People simply don’t think much of a project. It happens. That’s why the highways aren’t full of Deloreans and Edsels. Most grown-ups have dealt with enough criticism in their lives that they can take it. They don’t need coddling, hand-holding, and people pretending to be offended on their behalf. It’s fine. Worse things happen at sea. I don’t think I’m a bad person for disliking mouse-wart. I don’t think a single bit of harm has come from this entire thread. Or even the website as a whole. We’re not the bleeding Samaritans.


        1. It’s not me who singled you out, Greenaum. I can handle ad hominem (there’s plenty above from a variety of posters) because I’m confident about what I’m doing and I know not everyone is going to “get it”. If this were my first foray into tinkering, however, I might well stop here. That is the *polar opposite* of hackaday’s reason for existing and it’s a risk they’ve already identified.

          Community-building is hard. Everyone here already understands the difference between constructive criticism — for the editors or for me — and personal attack. But if the best you can say about your contributions is that they probably didn’t contribute to a hypothetical suicide, I say aim higher.

        2. But your comments are not useful, in any way. And yes, harm has come from this thread. I won’t post my projects here anymore, I am sure others aren’t posting either. You’ll probably just say fine, no loss. Fair enough.

          But people need to think before they comment. No one cares if you don’t like something. Honestly, we don’t give a shit. So why bother saying it? Do you randomly haunt other forums just to say you don’t like things? Do you randomly approach people on the streets and say ‘Wow, your bum looks really fat in those’ or ‘I really hate that jacket you’re wearing’ or ‘that haircut does nothing for you, you should cut it like this”. I am guessing not so why do it on the Internet? Think to yourself, would I say this to this person personally. And what would their reaction be. If you approached me, said you didn’t like what I had done fine, I won’t debate it with you, I’d ignore you and talk to someone interesting instead.

          As for the constructive comments, well, generally they aren’t. Most often people make comments when they obviously haven’t read the articles. Or they make comments that are not helpful at all. Or they make massive assumptions about projects that were done obviously just for fun such as this one. You think the person who made or did whatever didn’t think about all these things themselves? It amazes me that people read about things, suddenly consider themselves an expert on whatever it is and immediately have to share their generally wrong opinions about something. What makes people think they know better than the person who made the thing in the first place?

          You can pick out those who honestly have something to add and I know in my own projects I will then often follow up with them personally. But 99% of the comments are no use at all. Why don’t you try saying nice things to people and, if you don’t have anything nice to say, try saying nothing. We won’t miss your negativity.

          I’d prefer an aggregation site with no comments to be honest. If people want to comment they can comment on my blogs directly to me and I then decide which comments are useful enough to publish. Unfortunately I know this won’t happen as it’s comments that drive traffic to sites like this.

          But perhaps it’s time for some sort of moderation system so we can at least filter out the least useful and hateful comments.


        3. I don’t like getting into arguments over semantics, but if you’re using a different definition of a word that is not known by others then it does make it harder to communicate. This would be the use of dictionaries.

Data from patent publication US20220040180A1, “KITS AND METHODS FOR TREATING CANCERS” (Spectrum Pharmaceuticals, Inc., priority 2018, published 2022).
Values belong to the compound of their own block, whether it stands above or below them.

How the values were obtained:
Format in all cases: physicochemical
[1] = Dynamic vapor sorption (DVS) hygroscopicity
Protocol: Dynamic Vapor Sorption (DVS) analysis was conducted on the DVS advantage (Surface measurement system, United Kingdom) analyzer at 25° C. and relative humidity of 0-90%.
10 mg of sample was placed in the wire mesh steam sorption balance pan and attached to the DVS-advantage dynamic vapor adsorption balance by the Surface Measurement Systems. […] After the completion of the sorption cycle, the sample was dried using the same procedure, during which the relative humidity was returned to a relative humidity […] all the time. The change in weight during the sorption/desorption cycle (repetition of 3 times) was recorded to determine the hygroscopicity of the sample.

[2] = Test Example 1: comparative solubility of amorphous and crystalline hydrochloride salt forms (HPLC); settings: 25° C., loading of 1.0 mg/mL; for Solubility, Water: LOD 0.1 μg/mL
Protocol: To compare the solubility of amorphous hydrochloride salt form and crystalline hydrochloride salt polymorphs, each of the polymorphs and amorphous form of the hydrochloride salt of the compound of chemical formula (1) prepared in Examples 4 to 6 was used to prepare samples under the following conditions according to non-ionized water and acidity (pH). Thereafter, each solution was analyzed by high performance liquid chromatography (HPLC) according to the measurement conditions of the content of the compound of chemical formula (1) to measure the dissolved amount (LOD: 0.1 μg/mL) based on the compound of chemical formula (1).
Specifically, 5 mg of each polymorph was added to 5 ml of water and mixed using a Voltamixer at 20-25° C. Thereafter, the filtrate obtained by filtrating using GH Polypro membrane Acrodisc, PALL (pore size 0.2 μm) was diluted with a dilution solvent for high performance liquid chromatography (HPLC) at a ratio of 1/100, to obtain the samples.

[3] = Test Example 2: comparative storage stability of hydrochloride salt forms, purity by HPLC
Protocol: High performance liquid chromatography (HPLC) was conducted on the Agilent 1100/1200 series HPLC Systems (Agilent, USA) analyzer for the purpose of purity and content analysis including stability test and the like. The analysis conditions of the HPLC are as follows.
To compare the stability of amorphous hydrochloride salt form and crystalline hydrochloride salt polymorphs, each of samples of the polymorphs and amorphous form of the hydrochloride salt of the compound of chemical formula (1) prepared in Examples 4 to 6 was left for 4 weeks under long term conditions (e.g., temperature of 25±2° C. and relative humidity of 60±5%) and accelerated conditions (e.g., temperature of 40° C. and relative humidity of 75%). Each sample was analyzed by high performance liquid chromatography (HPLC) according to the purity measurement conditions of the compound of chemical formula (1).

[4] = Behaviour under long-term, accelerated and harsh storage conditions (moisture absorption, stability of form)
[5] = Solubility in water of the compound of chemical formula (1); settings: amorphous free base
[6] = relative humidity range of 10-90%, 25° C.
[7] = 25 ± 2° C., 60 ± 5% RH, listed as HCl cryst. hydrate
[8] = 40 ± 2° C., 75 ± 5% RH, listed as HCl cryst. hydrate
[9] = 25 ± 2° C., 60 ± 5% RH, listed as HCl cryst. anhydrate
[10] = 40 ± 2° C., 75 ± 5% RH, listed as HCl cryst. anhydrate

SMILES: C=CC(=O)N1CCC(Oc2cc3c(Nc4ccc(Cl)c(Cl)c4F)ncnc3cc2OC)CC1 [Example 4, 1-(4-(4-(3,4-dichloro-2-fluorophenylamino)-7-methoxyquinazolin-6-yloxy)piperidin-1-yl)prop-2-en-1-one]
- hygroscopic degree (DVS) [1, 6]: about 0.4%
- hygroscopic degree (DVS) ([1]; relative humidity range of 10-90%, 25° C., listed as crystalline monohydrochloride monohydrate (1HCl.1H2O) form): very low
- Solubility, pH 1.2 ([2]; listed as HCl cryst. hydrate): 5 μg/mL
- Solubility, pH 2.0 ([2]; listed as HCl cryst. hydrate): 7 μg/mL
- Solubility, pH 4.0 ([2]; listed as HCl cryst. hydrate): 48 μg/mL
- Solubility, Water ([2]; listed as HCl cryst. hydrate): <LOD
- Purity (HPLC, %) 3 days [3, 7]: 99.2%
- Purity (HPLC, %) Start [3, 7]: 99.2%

I shouldn’t have pointed you out exclusively, so I apologize for that.

          If you don’t like an article then contacting the web admins, as mentioned in the HaD article below, this would be more effective way of complaining about content. This method would make it so that others that want to discuss the project can (a little wishful thinking). There are people stating that they don’t want to be featured here because of the amount of negative comments. This is making HaD readers miss out on content.

          Yes some of the comments people were writing were directly targeting the person and not the project.

          Re-purposing an object is hacking, what Alec did was repurposed an old power supply into a mouse and HaD felt it was worthy of sharing. To be honest I originally just scanned the article and moved on. It was until another article’s comment section was attacking this hack that I read the comments.

          For a person that feels this is unworthy you put a lot of comments here that should be directed to the web admins or a start of a thread on a forum, as it has more to do with the delegation of HaD and not this hack.

          1. As the one who said I won’t be posting my projects here anymore I’d like to explain why. I also emailed the editors to explain my reasons to them.

            I can handle hateful comments. They don’t worry me. I post things I think people will like to see and find useful. And I want to help people who might learn by the things I do and the mistakes I make. If people have actual questions to ask me about something I want to be able to answer them. Luckily most people ask directly. But these comments should also be a place to provide additional information, answer questions and so on. When the thread is full pointless, hate filled comments it makes it very difficult to do this.

            Just like in real life it’s hard to have meaningful discussions when you’re continually interrupted by people telling you they don’t like something.


    1. @M4CGYV3R
      It was in the article and in the comment section that the pins are isolated.

      I could see a person doing that in a more public, situation(the users in the office would definately do that) but I don’t see that happening for the person that did this hack.

      Why all the hipster comments, this qualifies as a hack. The people that find interesting cases for the Raspi don’t get berrated like this and it is the same concept.